Zinc Supplementation to Reduce Diarrhea Rates in Adults in Western Kenya.

This study has been completed.
Sponsor:
Collaborator:
Walter Reed Army Institute of Research (WRAIR)
Information provided by:
United States Army Research Institute of Environmental Medicine
ClinicalTrials.gov Identifier:
NCT01166815
First received: July 19, 2010
Last updated: July 21, 2010
Last verified: July 2010
  Purpose

Zinc deficiency is prevalent in children in developing countries. Zinc-supplementation is proven to reduce the duration and severity of childhood diarrhea in randomized controlled trials. However, despite this evidence, its efficacy to reduce diarrhea morbidity in adults remains unknown. The main objective of this study is to determine the efficacy of Zn-supplementation on diarrhea incidences in a vulnerable adult population. The study will be carried out in Kombewa division, Kisumu District and will involve 500 adults aged 18-55 years. They will be randomly assigned to receive Zn supplement (or placebo) on a daily basis over a 3 month period. Morbidity information will be collected daily for 4 months, while anthropometric measures and laboratory data will be obtained at study onset, end of supplementation and study conclusion. In addition, HIV and malaria tests will be carried out during the study as they are important confounders. The significant differences in diarrhea incidence between the Zn-group and the placebo-group will be determined using SPSS. The results are expected to provide the scientific basis and common pathway for development of an anti-diarrheal supplement for vulnerable populations such as environmental refugees, deprived and displaced persons, and troops prior to deployment.


Condition Intervention Phase
Diarrhea
Malaria
Dietary Supplement: Zinc sulphate
Other: Placebo
Phase 2
Phase 3

Study Type: Interventional
Study Design: Allocation: Randomized
Endpoint Classification: Efficacy Study
Intervention Model: Parallel Assignment
Masking: Double Blind (Subject, Investigator)
Primary Purpose: Prevention
Official Title: A Randomized, Double Blind, Controlled Study to Determine the Efficacy of Zinc Supplementation on Diarrhea Incidence in an Adult Population in Western Kenya.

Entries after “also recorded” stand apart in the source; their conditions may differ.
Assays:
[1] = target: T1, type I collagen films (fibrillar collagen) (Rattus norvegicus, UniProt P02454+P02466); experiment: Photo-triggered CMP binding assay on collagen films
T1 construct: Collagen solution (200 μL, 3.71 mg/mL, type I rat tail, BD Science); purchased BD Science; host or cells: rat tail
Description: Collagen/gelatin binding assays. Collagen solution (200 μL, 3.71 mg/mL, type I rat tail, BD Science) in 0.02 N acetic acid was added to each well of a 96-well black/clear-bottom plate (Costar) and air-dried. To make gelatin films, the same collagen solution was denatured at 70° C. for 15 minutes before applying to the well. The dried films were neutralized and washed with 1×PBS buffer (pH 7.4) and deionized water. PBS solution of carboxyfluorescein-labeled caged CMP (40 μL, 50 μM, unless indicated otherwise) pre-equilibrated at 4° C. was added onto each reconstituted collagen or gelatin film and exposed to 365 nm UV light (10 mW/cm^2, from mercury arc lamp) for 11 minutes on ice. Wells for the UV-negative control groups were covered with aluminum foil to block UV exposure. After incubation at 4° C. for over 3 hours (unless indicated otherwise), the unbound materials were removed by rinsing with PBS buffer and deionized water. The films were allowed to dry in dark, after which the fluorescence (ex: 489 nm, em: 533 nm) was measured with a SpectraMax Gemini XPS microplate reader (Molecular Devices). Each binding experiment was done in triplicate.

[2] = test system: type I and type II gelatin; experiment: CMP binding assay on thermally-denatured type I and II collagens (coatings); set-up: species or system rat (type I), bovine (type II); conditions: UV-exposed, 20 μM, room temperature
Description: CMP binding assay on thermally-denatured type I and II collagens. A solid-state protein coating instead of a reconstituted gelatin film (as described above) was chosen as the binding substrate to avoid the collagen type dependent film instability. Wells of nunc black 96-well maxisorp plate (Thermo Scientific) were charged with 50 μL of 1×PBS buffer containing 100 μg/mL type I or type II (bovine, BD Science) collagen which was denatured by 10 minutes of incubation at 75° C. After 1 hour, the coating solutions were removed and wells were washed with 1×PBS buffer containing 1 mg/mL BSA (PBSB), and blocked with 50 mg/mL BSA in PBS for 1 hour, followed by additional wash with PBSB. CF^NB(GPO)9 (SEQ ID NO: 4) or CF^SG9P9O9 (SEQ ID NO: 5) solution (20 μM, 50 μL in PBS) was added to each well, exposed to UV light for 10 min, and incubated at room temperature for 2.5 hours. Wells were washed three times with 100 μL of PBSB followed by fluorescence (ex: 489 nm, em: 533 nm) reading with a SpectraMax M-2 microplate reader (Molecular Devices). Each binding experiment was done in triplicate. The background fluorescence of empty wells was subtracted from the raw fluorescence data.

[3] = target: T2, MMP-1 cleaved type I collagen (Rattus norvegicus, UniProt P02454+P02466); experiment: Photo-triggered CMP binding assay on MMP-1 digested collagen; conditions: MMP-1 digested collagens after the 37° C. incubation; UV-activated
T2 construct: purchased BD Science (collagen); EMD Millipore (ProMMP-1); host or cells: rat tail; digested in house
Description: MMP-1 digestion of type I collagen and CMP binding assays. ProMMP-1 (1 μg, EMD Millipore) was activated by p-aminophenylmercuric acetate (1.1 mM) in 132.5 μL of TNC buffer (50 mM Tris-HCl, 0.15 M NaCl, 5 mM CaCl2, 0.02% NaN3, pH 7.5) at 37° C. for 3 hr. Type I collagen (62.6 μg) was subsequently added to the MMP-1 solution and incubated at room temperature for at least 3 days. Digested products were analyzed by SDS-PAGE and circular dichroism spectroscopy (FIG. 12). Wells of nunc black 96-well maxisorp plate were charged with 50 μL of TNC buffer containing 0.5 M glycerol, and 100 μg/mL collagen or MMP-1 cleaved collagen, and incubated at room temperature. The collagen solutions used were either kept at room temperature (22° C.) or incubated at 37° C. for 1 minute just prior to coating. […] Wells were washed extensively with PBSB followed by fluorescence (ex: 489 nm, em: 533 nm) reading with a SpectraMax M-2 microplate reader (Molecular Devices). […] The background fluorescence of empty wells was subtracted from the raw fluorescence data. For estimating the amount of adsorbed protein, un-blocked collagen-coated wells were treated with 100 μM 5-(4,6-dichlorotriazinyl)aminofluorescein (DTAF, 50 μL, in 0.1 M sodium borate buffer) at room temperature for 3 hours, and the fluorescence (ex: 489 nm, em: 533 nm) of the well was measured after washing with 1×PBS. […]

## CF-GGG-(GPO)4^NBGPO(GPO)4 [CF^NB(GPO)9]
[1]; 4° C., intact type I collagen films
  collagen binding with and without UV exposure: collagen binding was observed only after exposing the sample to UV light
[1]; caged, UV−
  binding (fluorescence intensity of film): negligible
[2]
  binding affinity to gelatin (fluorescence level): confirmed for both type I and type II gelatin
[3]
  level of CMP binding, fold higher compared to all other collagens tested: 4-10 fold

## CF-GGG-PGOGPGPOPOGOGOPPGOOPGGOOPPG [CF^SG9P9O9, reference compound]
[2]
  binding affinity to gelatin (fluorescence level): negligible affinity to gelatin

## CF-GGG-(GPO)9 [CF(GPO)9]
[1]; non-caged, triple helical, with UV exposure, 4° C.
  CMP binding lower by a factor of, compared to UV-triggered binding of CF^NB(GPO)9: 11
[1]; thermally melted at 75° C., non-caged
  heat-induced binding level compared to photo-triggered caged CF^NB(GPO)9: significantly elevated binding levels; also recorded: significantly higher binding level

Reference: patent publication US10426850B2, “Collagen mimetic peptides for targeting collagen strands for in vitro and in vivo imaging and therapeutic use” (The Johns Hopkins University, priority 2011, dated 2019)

Resource links provided by NLM:


Further study details as provided by United States Army Research Institute of Environmental Medicine:

Primary Outcome Measures:
  • Determine the incidence of diarrhea in zinc vs. placebo-supplemented adults [ Time Frame: Daily, for 104 days ] [ Designated as safety issue: No ]
    Diarrhea is defined as 3 or more loose motions within a period of 24 hours. Field workers will visit each subject to record diarrhea morbidity data, daily for 104 days.


Secondary Outcome Measures:
  • Determine the time to diarrhea onset in both groups [ Time Frame: Daily, for 104 days ] [ Designated as safety issue: No ]
    Daily, field workers will visit each subject to dispense supplement and to record diarrhea morbidity data. The time between day 0 and the first bout of diarrhea will be noted.

  • Determine the duration of each diarrhea episode in both groups [ Time Frame: Daily, for 104 days ] [ Designated as safety issue: No ]
    Daily, field workers will visit each subject to dispense supplement and to record diarrhea morbidity data. With diarrhea defined as >2 loose motions within a period of 24 hours, the duration (number of days) of the diarrhea will be recorded.

  • Determine the number of loose stools/day/episode of diarrhea in both groups [ Time Frame: Daily, for 104 days ] [ Designated as safety issue: No ]
    Daily, field workers will visit each subject to record diarrhea morbidity data. With each bout of diarrhea, we will record the nuber of loose stools/day.


Enrollment: 500
Study Start Date: July 2007
Study Completion Date: January 2008
Primary Completion Date: January 2008 (Final data collection date for primary outcome measure)
Arms Assigned Interventions
Active Comparator: Zinc supplemented
Volunteers will be randomly assigned to either receive zinc sulphate supplements (20 mg/capsule) or a placebo containing no zinc. Maltodextrin serves as the carrier. Bulk boxes will identify the products as "A" and "B".
Dietary Supplement: Zinc sulphate
Volunteers will be randomly assigned to either receive zinc sulphate supplements (20 mg/capsule) or a placebo containing no zinc. Maltodextrin serves as the carrier. The manufacturer is Tishcon Corporation, Westbury, NY.
Placebo Comparator: Placebo
Volunteers will be randomly assigned to either receive zinc sulphate supplements (20 mg/capsule) or a placebo containing no zinc. Maltodextrin serves as the carrier. Bulk boxes will identify the products as "A" and "B".
Other: Placebo